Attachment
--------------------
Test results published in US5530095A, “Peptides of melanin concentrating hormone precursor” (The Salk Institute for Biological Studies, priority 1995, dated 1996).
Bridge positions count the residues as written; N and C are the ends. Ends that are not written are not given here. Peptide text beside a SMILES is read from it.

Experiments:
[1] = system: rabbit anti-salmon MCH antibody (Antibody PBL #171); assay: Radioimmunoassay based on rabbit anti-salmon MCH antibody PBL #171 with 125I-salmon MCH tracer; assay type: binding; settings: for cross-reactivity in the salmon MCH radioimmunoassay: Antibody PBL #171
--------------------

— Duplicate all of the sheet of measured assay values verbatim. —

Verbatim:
Test results published in US5530095A, “Peptides of melanin concentrating hormone precursor” (The Salk Institute for Biological Studies, priority 1995, dated 1996).
Bridge positions count the residues as written; N and C are the ends. Ends that are not written are not given here. Peptide text beside a SMILES is read from it.

Experiments:
[1] = system: rabbit anti-salmon MCH antibody (Antibody PBL #171); assay: Radioimmunoassay based on rabbit anti-salmon MCH antibody PBL #171 with 125I-salmon MCH tracer; assay type: binding; settings: for cross-reactivity in the salmon MCH radioimmunoassay: Antibody PBL #171